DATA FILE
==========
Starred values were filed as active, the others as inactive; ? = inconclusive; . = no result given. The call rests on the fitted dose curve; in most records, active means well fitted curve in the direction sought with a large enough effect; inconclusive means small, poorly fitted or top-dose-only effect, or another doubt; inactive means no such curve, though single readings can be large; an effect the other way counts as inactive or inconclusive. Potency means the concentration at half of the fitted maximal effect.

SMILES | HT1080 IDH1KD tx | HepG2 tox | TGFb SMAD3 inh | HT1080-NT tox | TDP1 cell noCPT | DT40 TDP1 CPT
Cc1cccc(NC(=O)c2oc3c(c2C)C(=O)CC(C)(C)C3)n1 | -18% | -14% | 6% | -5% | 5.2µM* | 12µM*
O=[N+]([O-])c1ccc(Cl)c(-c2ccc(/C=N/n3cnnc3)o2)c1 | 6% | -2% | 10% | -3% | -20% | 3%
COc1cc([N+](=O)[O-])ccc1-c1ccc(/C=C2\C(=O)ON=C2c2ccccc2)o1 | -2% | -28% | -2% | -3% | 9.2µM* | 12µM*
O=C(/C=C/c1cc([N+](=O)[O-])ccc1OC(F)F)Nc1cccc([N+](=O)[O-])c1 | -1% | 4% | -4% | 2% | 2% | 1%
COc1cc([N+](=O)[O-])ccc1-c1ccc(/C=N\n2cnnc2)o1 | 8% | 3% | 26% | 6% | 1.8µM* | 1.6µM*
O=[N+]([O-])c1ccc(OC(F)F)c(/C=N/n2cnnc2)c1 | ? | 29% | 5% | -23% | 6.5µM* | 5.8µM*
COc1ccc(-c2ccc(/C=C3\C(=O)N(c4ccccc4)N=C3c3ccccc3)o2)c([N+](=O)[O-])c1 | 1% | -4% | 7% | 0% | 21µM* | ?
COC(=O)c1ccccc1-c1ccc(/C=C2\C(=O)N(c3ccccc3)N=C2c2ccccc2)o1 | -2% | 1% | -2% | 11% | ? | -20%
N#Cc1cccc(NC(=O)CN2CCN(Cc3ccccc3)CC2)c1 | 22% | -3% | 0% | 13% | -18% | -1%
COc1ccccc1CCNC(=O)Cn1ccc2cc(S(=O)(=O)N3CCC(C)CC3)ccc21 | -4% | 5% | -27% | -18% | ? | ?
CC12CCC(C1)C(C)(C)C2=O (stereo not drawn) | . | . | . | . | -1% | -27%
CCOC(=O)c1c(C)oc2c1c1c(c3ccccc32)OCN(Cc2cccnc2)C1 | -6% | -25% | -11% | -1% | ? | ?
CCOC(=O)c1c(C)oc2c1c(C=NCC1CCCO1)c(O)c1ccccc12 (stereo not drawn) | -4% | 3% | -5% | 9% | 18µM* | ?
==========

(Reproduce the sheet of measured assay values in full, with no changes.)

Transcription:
Starred values were filed as active, the others as inactive; ? = inconclusive; . = no result given. The call rests on the fitted dose curve; in most records, active means well fitted curve in the direction sought with a large enough effect; inconclusive means small, poorly fitted or top-dose-only effect, or another doubt; inactive means no such curve, though single readings can be large; an effect the other way counts as inactive or inconclusive. Potency means the concentration at half of the fitted maximal effect.

SMILES | HT1080 IDH1KD tx | HepG2 tox | TGFb SMAD3 inh | HT1080-NT tox | TDP1 cell noCPT | DT40 TDP1 CPT
Cc1cccc(NC(=O)c2oc3c(c2C)C(=O)CC(C)(C)C3)n1 | -18% | -14% | 6% | -5% | 5.2µM* | 12µM*
O=[N+]([O-])c1ccc(Cl)c(-c2ccc(/C=N/n3cnnc3)o2)c1 | 6% | -2% | 10% | -3% | -20% | 3%
COc1cc([N+](=O)[O-])ccc1-c1ccc(/C=C2\C(=O)ON=C2c2ccccc2)o1 | -2% | -28% | -2% | -3% | 9.2µM* | 12µM*
O=C(/C=C/c1cc([N+](=O)[O-])ccc1OC(F)F)Nc1cccc([N+](=O)[O-])c1 | -1% | 4% | -4% | 2% | 2% | 1%
COc1cc([N+](=O)[O-])ccc1-c1ccc(/C=N\n2cnnc2)o1 | 8% | 3% | 26% | 6% | 1.8µM* | 1.6µM*
O=[N+]([O-])c1ccc(OC(F)F)c(/C=N/n2cnnc2)c1 | ? | 29% | 5% | -23% | 6.5µM* | 5.8µM*
COc1ccc(-c2ccc(/C=C3\C(=O)N(c4ccccc4)N=C3c3ccccc3)o2)c([N+](=O)[O-])c1 | 1% | -4% | 7% | 0% | 21µM* | ?
COC(=O)c1ccccc1-c1ccc(/C=C2\C(=O)N(c3ccccc3)N=C2c2ccccc2)o1 | -2% | 1% | -2% | 11% | ? | -20%
N#Cc1cccc(NC(=O)CN2CCN(Cc3ccccc3)CC2)c1 | 22% | -3% | 0% | 13% | -18% | -1%
COc1ccccc1CCNC(=O)Cn1ccc2cc(S(=O)(=O)N3CCC(C)CC3)ccc21 | -4% | 5% | -27% | -18% | ? | ?
CC12CCC(C1)C(C)(C)C2=O (stereo not drawn) | . | . | . | . | -1% | -27%
CCOC(=O)c1c(C)oc2c1c1c(c3ccccc32)OCN(Cc2cccnc2)C1 | -6% | -25% | -11% | -1% | ? | ?
CCOC(=O)c1c(C)oc2c1c(C=NCC1CCCO1)c(O)c1ccccc12 (stereo not drawn) | -4% | 3% | -5% | 9% | 18µM* | ?